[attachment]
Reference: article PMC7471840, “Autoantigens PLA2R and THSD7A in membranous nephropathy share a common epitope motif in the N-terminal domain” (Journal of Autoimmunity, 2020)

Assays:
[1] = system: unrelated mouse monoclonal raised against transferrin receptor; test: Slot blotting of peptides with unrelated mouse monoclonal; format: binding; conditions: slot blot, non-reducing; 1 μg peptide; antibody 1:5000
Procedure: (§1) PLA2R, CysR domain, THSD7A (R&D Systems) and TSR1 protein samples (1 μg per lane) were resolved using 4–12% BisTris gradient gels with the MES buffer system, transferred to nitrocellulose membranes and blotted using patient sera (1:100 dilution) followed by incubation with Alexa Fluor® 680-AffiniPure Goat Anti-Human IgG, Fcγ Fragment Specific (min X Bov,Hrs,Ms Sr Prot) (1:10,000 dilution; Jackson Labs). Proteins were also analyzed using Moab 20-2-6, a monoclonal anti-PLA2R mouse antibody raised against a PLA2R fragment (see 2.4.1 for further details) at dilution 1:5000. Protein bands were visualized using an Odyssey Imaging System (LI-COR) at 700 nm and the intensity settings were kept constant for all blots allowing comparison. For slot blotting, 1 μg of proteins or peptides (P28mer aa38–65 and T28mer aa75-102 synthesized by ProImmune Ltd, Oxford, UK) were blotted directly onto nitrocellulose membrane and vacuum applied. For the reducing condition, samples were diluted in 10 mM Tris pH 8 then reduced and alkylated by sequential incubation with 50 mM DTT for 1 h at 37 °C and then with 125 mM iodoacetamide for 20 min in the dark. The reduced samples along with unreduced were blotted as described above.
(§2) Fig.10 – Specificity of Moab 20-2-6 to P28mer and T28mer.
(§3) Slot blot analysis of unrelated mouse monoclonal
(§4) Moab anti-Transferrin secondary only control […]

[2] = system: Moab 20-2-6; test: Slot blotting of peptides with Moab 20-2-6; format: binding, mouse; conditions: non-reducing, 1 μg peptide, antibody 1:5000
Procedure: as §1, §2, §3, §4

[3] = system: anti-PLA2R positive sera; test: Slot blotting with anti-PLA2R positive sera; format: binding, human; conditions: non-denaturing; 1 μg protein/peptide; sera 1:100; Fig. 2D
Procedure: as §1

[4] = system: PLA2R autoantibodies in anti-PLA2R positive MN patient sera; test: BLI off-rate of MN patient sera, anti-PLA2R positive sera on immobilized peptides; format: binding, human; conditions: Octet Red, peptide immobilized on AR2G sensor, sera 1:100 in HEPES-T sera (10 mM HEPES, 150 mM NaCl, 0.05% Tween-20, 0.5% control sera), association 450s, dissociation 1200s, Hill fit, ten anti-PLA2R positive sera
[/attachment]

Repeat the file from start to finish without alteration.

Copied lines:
Reference: article PMC7471840, “Autoantigens PLA2R and THSD7A in membranous nephropathy share a common epitope motif in the N-terminal domain” (Journal of Autoimmunity, 2020)

Assays:
[1] = system: unrelated mouse monoclonal raised against transferrin receptor; test: Slot blotting of peptides with unrelated mouse monoclonal; format: binding; conditions: slot blot, non-reducing; 1 μg peptide; antibody 1:5000
Procedure: (§1) PLA2R, CysR domain, THSD7A (R&D Systems) and TSR1 protein samples (1 μg per lane) were resolved using 4–12% BisTris gradient gels with the MES buffer system, transferred to nitrocellulose membranes and blotted using patient sera (1:100 dilution) followed by incubation with Alexa Fluor® 680-AffiniPure Goat Anti-Human IgG, Fcγ Fragment Specific (min X Bov,Hrs,Ms Sr Prot) (1:10,000 dilution; Jackson Labs). Proteins were also analyzed using Moab 20-2-6, a monoclonal anti-PLA2R mouse antibody raised against a PLA2R fragment (see 2.4.1 for further details) at dilution 1:5000. Protein bands were visualized using an Odyssey Imaging System (LI-COR) at 700 nm and the intensity settings were kept constant for all blots allowing comparison. For slot blotting, 1 μg of proteins or peptides (P28mer aa38–65 and T28mer aa75-102 synthesized by ProImmune Ltd, Oxford, UK) were blotted directly onto nitrocellulose membrane and vacuum applied. For the reducing condition, samples were diluted in 10 mM Tris pH 8 then reduced and alkylated by sequential incubation with 50 mM DTT for 1 h at 37 °C and then with 125 mM iodoacetamide for 20 min in the dark. The reduced samples along with unreduced were blotted as described above.
(§2) Fig.10 – Specificity of Moab 20-2-6 to P28mer and T28mer.
(§3) Slot blot analysis of unrelated mouse monoclonal
(§4) Moab anti-Transferrin secondary only control […]

[2] = system: Moab 20-2-6; test: Slot blotting of peptides with Moab 20-2-6; format: binding, mouse; conditions: non-reducing, 1 μg peptide, antibody 1:5000
Procedure: as §1, §2, §3, §4

[3] = system: anti-PLA2R positive sera; test: Slot blotting with anti-PLA2R positive sera; format: binding, human; conditions: non-denaturing; 1 μg protein/peptide; sera 1:100; Fig. 2D
Procedure: as §1

[4] = system: PLA2R autoantibodies in anti-PLA2R positive MN patient sera; test: BLI off-rate of MN patient sera, anti-PLA2R positive sera on immobilized peptides; format: binding, human; conditions: Octet Red, peptide immobilized on AR2G sensor, sera 1:100 in HEPES-T sera (10 mM HEPES, 150 mM NaCl, 0.05% Tween-20, 0.5% control sera), association 450s, dissociation 1200s, Hill fit, ten anti-PLA2R positive sera